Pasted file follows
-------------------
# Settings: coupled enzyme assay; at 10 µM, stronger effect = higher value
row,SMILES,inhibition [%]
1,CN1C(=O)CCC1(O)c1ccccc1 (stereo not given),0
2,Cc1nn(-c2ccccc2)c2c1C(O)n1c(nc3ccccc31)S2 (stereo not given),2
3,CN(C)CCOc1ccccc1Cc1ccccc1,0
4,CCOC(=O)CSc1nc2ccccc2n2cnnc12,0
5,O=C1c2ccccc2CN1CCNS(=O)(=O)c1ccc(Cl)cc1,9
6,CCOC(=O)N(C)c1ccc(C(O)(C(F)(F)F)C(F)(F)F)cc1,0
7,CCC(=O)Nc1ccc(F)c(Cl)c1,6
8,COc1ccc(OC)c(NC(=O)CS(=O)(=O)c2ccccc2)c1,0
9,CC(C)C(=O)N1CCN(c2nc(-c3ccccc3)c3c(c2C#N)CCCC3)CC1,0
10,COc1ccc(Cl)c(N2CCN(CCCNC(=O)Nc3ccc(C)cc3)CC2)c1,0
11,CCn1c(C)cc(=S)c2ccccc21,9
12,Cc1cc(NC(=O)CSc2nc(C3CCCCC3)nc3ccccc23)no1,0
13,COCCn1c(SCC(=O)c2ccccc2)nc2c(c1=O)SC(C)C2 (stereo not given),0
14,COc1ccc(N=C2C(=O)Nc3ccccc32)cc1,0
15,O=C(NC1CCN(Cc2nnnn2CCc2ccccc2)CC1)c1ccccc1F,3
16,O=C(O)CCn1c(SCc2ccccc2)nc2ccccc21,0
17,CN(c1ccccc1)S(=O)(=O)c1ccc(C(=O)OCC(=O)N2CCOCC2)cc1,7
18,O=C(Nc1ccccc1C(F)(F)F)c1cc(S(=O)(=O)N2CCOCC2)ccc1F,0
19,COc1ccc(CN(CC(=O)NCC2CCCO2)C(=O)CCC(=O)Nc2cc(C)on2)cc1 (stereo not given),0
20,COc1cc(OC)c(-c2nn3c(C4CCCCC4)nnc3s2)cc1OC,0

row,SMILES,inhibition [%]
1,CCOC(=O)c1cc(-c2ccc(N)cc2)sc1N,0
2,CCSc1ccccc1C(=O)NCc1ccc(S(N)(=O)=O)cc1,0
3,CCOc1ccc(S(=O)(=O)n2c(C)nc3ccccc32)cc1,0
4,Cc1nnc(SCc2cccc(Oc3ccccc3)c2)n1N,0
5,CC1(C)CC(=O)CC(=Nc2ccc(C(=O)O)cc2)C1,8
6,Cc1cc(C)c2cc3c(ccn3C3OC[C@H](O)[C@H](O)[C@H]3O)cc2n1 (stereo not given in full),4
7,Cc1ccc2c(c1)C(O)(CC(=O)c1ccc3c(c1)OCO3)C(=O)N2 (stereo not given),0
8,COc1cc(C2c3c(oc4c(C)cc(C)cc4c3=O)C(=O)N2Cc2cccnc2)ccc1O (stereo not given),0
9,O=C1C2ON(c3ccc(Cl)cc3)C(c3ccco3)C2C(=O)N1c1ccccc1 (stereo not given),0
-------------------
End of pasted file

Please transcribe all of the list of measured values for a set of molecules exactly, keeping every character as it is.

# Settings: coupled enzyme assay; at 10 µM, stronger effect = higher value
row,SMILES,inhibition [%]
1,CN1C(=O)CCC1(O)c1ccccc1 (stereo not given),0
2,Cc1nn(-c2ccccc2)c2c1C(O)n1c(nc3ccccc31)S2 (stereo not given),2
3,CN(C)CCOc1ccccc1Cc1ccccc1,0
4,CCOC(=O)CSc1nc2ccccc2n2cnnc12,0
5,O=C1c2ccccc2CN1CCNS(=O)(=O)c1ccc(Cl)cc1,9
6,CCOC(=O)N(C)c1ccc(C(O)(C(F)(F)F)C(F)(F)F)cc1,0
7,CCC(=O)Nc1ccc(F)c(Cl)c1,6
8,COc1ccc(OC)c(NC(=O)CS(=O)(=O)c2ccccc2)c1,0
9,CC(C)C(=O)N1CCN(c2nc(-c3ccccc3)c3c(c2C#N)CCCC3)CC1,0
10,COc1ccc(Cl)c(N2CCN(CCCNC(=O)Nc3ccc(C)cc3)CC2)c1,0
11,CCn1c(C)cc(=S)c2ccccc21,9
12,Cc1cc(NC(=O)CSc2nc(C3CCCCC3)nc3ccccc23)no1,0
13,COCCn1c(SCC(=O)c2ccccc2)nc2c(c1=O)SC(C)C2 (stereo not given),0
14,COc1ccc(N=C2C(=O)Nc3ccccc32)cc1,0
15,O=C(NC1CCN(Cc2nnnn2CCc2ccccc2)CC1)c1ccccc1F,3
16,O=C(O)CCn1c(SCc2ccccc2)nc2ccccc21,0
17,CN(c1ccccc1)S(=O)(=O)c1ccc(C(=O)OCC(=O)N2CCOCC2)cc1,7
18,O=C(Nc1ccccc1C(F)(F)F)c1cc(S(=O)(=O)N2CCOCC2)ccc1F,0
19,COc1ccc(CN(CC(=O)NCC2CCCO2)C(=O)CCC(=O)Nc2cc(C)on2)cc1 (stereo not given),0
20,COc1cc(OC)c(-c2nn3c(C4CCCCC4)nnc3s2)cc1OC,0

row,SMILES,inhibition [%]
1,CCOC(=O)c1cc(-c2ccc(N)cc2)sc1N,0
2,CCSc1ccccc1C(=O)NCc1ccc(S(N)(=O)=O)cc1,0
3,CCOc1ccc(S(=O)(=O)n2c(C)nc3ccccc32)cc1,0
4,Cc1nnc(SCc2cccc(Oc3ccccc3)c2)n1N,0
5,CC1(C)CC(=O)CC(=Nc2ccc(C(=O)O)cc2)C1,8
6,Cc1cc(C)c2cc3c(ccn3C3OC[C@H](O)[C@H](O)[C@H]3O)cc2n1 (stereo not given in full),4
7,Cc1ccc2c(c1)C(O)(CC(=O)c1ccc3c(c1)OCO3)C(=O)N2 (stereo not given),0
8,COc1cc(C2c3c(oc4c(C)cc(C)cc4c3=O)C(=O)N2Cc2cccnc2)ccc1O (stereo not given),0
9,O=C1C2ON(c3ccc(Cl)cc3)C(c3ccco3)C2C(=O)N1c1ccccc1 (stereo not given),0